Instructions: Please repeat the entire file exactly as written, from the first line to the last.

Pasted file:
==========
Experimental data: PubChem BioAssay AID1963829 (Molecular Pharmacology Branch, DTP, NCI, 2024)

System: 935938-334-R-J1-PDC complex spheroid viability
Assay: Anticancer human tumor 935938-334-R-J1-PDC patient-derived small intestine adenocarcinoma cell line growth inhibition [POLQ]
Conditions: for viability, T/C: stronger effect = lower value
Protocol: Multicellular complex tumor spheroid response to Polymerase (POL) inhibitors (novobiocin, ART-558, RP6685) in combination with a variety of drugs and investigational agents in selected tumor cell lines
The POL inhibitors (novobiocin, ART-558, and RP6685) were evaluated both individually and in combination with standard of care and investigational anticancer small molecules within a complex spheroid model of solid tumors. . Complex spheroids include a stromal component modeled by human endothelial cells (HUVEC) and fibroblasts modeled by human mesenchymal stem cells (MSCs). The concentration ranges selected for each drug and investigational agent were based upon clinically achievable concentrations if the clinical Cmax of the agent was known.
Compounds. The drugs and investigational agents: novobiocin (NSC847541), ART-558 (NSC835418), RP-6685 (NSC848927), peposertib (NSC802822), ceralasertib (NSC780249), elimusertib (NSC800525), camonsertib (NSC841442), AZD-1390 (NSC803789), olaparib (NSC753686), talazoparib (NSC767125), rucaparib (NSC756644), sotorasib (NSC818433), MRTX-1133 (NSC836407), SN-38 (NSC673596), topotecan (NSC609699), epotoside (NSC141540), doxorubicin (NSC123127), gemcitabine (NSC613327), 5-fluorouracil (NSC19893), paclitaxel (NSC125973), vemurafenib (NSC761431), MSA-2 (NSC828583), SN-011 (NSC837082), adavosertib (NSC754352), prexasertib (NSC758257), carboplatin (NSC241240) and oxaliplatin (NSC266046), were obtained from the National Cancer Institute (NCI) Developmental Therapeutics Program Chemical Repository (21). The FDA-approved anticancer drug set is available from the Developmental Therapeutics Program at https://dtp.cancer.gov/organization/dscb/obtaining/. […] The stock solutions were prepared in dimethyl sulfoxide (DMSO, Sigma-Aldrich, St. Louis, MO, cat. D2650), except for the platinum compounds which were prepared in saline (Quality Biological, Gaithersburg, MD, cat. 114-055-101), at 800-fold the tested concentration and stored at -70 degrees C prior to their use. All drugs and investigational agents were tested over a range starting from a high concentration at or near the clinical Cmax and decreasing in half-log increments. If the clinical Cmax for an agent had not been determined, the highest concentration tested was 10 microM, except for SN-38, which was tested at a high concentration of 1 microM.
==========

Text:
Experimental data: PubChem BioAssay AID1963829 (Molecular Pharmacology Branch, DTP, NCI, 2024)

System: 935938-334-R-J1-PDC complex spheroid viability
Assay: Anticancer human tumor 935938-334-R-J1-PDC patient-derived small intestine adenocarcinoma cell line growth inhibition [POLQ]
Conditions: for viability, T/C: stronger effect = lower value
Protocol: Multicellular complex tumor spheroid response to Polymerase (POL) inhibitors (novobiocin, ART-558, RP6685) in combination with a variety of drugs and investigational agents in selected tumor cell lines
The POL inhibitors (novobiocin, ART-558, and RP6685) were evaluated both individually and in combination with standard of care and investigational anticancer small molecules within a complex spheroid model of solid tumors. . Complex spheroids include a stromal component modeled by human endothelial cells (HUVEC) and fibroblasts modeled by human mesenchymal stem cells (MSCs). The concentration ranges selected for each drug and investigational agent were based upon clinically achievable concentrations if the clinical Cmax of the agent was known.
Compounds. The drugs and investigational agents: novobiocin (NSC847541), ART-558 (NSC835418), RP-6685 (NSC848927), peposertib (NSC802822), ceralasertib (NSC780249), elimusertib (NSC800525), camonsertib (NSC841442), AZD-1390 (NSC803789), olaparib (NSC753686), talazoparib (NSC767125), rucaparib (NSC756644), sotorasib (NSC818433), MRTX-1133 (NSC836407), SN-38 (NSC673596), topotecan (NSC609699), epotoside (NSC141540), doxorubicin (NSC123127), gemcitabine (NSC613327), 5-fluorouracil (NSC19893), paclitaxel (NSC125973), vemurafenib (NSC761431), MSA-2 (NSC828583), SN-011 (NSC837082), adavosertib (NSC754352), prexasertib (NSC758257), carboplatin (NSC241240) and oxaliplatin (NSC266046), were obtained from the National Cancer Institute (NCI) Developmental Therapeutics Program Chemical Repository (21). The FDA-approved anticancer drug set is available from the Developmental Therapeutics Program at https://dtp.cancer.gov/organization/dscb/obtaining/. […] The stock solutions were prepared in dimethyl sulfoxide (DMSO, Sigma-Aldrich, St. Louis, MO, cat. D2650), except for the platinum compounds which were prepared in saline (Quality Biological, Gaithersburg, MD, cat. 114-055-101), at 800-fold the tested concentration and stored at -70 degrees C prior to their use. All drugs and investigational agents were tested over a range starting from a high concentration at or near the clinical Cmax and decreasing in half-log increments. If the clinical Cmax for an agent had not been determined, the highest concentration tested was 10 microM, except for SN-38, which was tested at a high concentration of 1 microM.